Marybelle Ferreira De Oleo 0

testing newly-arrived immigrants in English in NYC public schools is a crime against humanity

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SAY NO to the unfair practice of testing new immigrants within just a school year of being enrolled in a NYC public school. Demand that the NYSED stops testing newly-arrived students in English Language Arts before they have been given the opportunity to first learn in that language.

The direction of current educational reform in New York City, which is grounded in greater accountability, is closing the door to learning and educational opportunities for immigrant children and youths.

In the past, English Language Learners were required to take the English Language Arts (ELA) exam after being in the United States public schools for 3 years. However, more recently with the No Child Left Behind (NCLB) act, these students are being forced to take this test without knowing English. This practice is making the opportunity and achievement gap more difficult to close.

What can we do about this problem? The most effective way of narrowing the academic achievement gap that unfair testing practices are creating would be to ensure that all children, regardless of their language or background have access to secure, stable, and cognitively stimulating environments in early childhood and an equal access to education.

Testing newly-arrived immigrants in English Language Arts before they have had the opportunity to first learn in that language is unfair, academically unsound and immoral. It is a crime against humanity! It is a crime because if we allow this practice to continue, this population will be consigned to live in misery, end up dropping out of school, filling up our jails, joining gangs, unemployment, drugs, a life of crime and ultimately their death! If new immigrants are not first given the opportunity to learn, and if the NYSED does not allow schools to provide all students with an equal opportunity to develop skills that will enable them to succeed in our complex society then their hope for social mobility dims.

 A high-stakes test is any test that has major consequences or is the basis of a major decision with a clear line drawn between those who pass and those who fail. Initially, the main goal of high stakes testing was to increase student achievement and to improve instructional focus and the alignment of instruction to standards. These tests were also designed to increase instructional efficiency and allocate resources to improve student performance and reduce the achievement gap. However, the research informs us that high-stakes testing policies have had a disproportionate negative impact on new immigrants and students with disabilities. One of the major causes contributing to the high incidence of dropping out of high school among immigrant students is high-stakes testing. Current high-stakes testing policies have too many unintended consequences for new immigrant students:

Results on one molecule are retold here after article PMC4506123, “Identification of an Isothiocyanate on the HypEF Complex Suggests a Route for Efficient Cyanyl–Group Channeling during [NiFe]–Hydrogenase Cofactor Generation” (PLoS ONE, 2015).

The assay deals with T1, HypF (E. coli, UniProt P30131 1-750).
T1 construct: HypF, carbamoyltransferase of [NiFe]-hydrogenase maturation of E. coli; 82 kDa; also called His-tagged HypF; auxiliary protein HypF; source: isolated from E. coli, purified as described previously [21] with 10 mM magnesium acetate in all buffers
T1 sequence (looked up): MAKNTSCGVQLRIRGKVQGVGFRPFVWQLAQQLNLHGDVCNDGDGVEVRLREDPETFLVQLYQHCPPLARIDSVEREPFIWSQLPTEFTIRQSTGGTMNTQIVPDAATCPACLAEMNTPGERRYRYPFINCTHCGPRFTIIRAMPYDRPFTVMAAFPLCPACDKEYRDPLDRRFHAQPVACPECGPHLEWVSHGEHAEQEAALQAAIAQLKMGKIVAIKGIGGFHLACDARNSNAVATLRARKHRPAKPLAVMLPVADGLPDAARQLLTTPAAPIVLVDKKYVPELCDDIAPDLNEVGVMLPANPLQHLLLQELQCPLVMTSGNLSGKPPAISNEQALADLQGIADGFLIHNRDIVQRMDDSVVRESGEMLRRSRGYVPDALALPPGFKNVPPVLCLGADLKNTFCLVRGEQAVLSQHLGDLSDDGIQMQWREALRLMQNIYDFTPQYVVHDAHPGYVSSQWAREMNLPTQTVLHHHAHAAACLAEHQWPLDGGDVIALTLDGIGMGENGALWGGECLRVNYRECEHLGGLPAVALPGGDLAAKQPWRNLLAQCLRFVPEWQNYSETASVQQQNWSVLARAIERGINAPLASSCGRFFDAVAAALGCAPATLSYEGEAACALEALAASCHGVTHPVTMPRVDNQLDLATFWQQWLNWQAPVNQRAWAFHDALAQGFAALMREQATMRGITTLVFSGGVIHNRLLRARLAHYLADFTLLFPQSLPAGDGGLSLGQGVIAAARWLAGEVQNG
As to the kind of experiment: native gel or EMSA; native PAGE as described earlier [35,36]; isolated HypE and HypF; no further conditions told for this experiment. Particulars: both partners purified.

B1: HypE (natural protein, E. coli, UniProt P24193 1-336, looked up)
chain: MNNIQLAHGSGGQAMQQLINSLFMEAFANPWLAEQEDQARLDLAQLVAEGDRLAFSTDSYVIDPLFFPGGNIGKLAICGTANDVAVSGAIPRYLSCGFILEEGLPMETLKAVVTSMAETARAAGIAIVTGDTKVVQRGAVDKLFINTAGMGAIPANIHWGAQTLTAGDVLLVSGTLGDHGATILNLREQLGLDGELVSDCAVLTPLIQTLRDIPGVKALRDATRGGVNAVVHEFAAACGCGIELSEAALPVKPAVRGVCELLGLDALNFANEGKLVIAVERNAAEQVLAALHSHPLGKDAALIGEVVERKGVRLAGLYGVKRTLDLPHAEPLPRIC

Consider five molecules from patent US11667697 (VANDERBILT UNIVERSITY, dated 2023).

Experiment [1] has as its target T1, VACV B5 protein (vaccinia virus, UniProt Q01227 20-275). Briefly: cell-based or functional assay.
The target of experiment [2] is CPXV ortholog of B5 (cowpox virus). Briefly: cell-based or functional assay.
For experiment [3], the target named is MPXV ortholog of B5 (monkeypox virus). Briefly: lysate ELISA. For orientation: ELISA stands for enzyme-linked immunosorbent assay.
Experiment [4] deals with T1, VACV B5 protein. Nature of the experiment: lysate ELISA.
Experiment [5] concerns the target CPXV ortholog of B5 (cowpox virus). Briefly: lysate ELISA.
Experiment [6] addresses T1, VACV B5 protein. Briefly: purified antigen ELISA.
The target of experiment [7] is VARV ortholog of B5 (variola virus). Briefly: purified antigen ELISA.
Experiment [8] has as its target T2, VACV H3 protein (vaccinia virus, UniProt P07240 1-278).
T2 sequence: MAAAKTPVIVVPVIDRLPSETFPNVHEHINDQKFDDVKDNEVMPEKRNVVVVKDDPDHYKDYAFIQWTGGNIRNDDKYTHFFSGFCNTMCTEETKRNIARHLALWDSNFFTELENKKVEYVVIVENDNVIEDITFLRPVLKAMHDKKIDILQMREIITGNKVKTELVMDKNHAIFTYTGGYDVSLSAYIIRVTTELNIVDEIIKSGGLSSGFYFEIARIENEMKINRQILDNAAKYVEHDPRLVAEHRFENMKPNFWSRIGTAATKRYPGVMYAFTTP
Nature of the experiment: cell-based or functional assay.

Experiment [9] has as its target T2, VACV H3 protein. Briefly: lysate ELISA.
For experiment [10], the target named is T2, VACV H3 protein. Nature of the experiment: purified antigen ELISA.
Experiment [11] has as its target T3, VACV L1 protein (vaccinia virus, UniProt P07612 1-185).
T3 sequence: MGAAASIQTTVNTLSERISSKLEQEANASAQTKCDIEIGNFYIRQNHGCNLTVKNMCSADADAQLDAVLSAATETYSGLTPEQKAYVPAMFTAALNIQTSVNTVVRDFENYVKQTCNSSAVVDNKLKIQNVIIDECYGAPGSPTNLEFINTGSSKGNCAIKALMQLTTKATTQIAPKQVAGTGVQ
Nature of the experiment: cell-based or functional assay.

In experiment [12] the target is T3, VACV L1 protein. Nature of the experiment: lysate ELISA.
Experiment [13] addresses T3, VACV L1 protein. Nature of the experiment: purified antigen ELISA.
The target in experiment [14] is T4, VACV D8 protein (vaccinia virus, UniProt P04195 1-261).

•High-stakes testing policies have worsened the quality of schools and have created negative effects that severely outweigh the few positive benefits associated with high-stakes testing policies.

•The negative effects of high-stakes tests on immigrant students and students who do not speak or have not yet acquired the academic English needed to succeed and to perform well academically and on tests, are well-known and unquestionably disastrous. However, the United States continues testing its children, regardless of their English language acquisition, years of education in their native countries and/or status as SIFE (students with interrupted formal education) or who have been identified as English Language Leaners (ELLs) who are also students with disabilities (SWDs).

•These tests have unintended consequences such as narrowing the curriculum taught, increasing dropout rates and contributing to higher rates of retention in grade, especially among ELLs.

•Other unintended consequences include academic demoralization among teachers and students, teaching to the test rather than to the standards, and the inappropriate allocation of school resources such as targeting students near the cutoff while ignoring students not near cutoff levels.

•Firing educators and closing schools are part of the latest trend. And, as if enough damage has not been done, next year new laws on testing new immigrants will be worse. This new law will handicap our children even more and create greater opportunity and achievement gaps. 

Testing children beyond their educational ability and pressuring them to perform well in a second language goes against the research that has consistently shown that, in the best of situations, it takes from 4 to 7 years for an individual to learn the academic language in a second language, so, why are new immigrant children being mandated to take exams in a language that they do not speak?

Don’t allow this unfair practice to continue harming and humiliating our children!

Since our children cannot defend themselves, let us defend them and show them that we care. Let’s all in unison say STOP!


Marybelle Ferreira De Oleo, Ed.D.


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